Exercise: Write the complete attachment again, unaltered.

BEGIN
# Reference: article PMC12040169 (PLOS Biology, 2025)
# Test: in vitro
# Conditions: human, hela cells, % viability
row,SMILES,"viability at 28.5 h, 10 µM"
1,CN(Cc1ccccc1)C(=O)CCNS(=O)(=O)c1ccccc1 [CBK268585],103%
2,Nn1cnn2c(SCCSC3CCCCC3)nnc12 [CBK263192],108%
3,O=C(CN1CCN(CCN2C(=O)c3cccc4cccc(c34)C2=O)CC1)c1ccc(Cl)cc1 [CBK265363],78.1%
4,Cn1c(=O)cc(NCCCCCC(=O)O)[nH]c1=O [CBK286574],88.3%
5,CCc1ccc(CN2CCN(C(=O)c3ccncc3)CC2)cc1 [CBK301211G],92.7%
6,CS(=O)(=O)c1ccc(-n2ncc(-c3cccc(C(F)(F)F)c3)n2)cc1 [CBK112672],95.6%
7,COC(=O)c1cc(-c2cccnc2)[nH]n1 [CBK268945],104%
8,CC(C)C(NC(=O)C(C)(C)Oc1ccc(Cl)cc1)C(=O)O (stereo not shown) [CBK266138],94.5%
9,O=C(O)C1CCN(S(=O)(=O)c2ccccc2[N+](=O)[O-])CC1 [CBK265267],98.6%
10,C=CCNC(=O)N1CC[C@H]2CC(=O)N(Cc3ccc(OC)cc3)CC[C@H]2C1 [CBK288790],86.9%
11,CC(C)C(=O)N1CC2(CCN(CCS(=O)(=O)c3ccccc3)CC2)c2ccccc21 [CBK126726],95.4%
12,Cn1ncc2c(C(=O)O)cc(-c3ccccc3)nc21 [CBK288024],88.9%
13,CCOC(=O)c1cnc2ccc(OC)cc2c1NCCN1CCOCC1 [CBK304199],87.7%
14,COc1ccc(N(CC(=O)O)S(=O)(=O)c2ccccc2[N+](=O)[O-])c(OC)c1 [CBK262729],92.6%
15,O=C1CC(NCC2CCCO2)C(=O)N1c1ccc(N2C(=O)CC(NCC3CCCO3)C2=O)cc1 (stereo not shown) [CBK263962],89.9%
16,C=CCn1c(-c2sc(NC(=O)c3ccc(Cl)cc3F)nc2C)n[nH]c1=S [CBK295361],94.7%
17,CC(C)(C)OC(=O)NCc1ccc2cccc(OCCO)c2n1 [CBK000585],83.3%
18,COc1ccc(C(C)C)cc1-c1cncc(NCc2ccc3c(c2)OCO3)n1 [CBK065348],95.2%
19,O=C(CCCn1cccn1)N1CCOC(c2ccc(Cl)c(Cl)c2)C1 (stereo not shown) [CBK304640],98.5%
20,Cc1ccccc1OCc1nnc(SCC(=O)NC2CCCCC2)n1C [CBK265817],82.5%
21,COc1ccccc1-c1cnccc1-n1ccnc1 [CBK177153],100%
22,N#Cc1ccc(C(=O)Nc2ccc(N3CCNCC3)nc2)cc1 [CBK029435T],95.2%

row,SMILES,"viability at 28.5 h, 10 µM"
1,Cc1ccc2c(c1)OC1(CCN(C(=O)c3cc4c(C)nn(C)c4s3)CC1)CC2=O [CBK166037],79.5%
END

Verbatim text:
# Reference: article PMC12040169 (PLOS Biology, 2025)
# Test: in vitro
# Conditions: human, hela cells, % viability
row,SMILES,"viability at 28.5 h, 10 µM"
1,CN(Cc1ccccc1)C(=O)CCNS(=O)(=O)c1ccccc1 [CBK268585],103%
2,Nn1cnn2c(SCCSC3CCCCC3)nnc12 [CBK263192],108%
3,O=C(CN1CCN(CCN2C(=O)c3cccc4cccc(c34)C2=O)CC1)c1ccc(Cl)cc1 [CBK265363],78.1%
4,Cn1c(=O)cc(NCCCCCC(=O)O)[nH]c1=O [CBK286574],88.3%
5,CCc1ccc(CN2CCN(C(=O)c3ccncc3)CC2)cc1 [CBK301211G],92.7%
6,CS(=O)(=O)c1ccc(-n2ncc(-c3cccc(C(F)(F)F)c3)n2)cc1 [CBK112672],95.6%
7,COC(=O)c1cc(-c2cccnc2)[nH]n1 [CBK268945],104%
8,CC(C)C(NC(=O)C(C)(C)Oc1ccc(Cl)cc1)C(=O)O (stereo not shown) [CBK266138],94.5%
9,O=C(O)C1CCN(S(=O)(=O)c2ccccc2[N+](=O)[O-])CC1 [CBK265267],98.6%
10,C=CCNC(=O)N1CC[C@H]2CC(=O)N(Cc3ccc(OC)cc3)CC[C@H]2C1 [CBK288790],86.9%
11,CC(C)C(=O)N1CC2(CCN(CCS(=O)(=O)c3ccccc3)CC2)c2ccccc21 [CBK126726],95.4%
12,Cn1ncc2c(C(=O)O)cc(-c3ccccc3)nc21 [CBK288024],88.9%
13,CCOC(=O)c1cnc2ccc(OC)cc2c1NCCN1CCOCC1 [CBK304199],87.7%
14,COc1ccc(N(CC(=O)O)S(=O)(=O)c2ccccc2[N+](=O)[O-])c(OC)c1 [CBK262729],92.6%
15,O=C1CC(NCC2CCCO2)C(=O)N1c1ccc(N2C(=O)CC(NCC3CCCO3)C2=O)cc1 (stereo not shown) [CBK263962],89.9%
16,C=CCn1c(-c2sc(NC(=O)c3ccc(Cl)cc3F)nc2C)n[nH]c1=S [CBK295361],94.7%
17,CC(C)(C)OC(=O)NCc1ccc2cccc(OCCO)c2n1 [CBK000585],83.3%
18,COc1ccc(C(C)C)cc1-c1cncc(NCc2ccc3c(c2)OCO3)n1 [CBK065348],95.2%
19,O=C(CCCn1cccn1)N1CCOC(c2ccc(Cl)c(Cl)c2)C1 (stereo not shown) [CBK304640],98.5%
20,Cc1ccccc1OCc1nnc(SCC(=O)NC2CCCCC2)n1C [CBK265817],82.5%
21,COc1ccccc1-c1cnccc1-n1ccnc1 [CBK177153],100%
22,N#Cc1ccc(C(=O)Nc2ccc(N3CCNCC3)nc2)cc1 [CBK029435T],95.2%

row,SMILES,"viability at 28.5 h, 10 µM"
1,Cc1ccc2c(c1)OC1(CCN(C(=O)c3cc4c(C)nn(C)c4s3)CC1)CC2=O [CBK166037],79.5%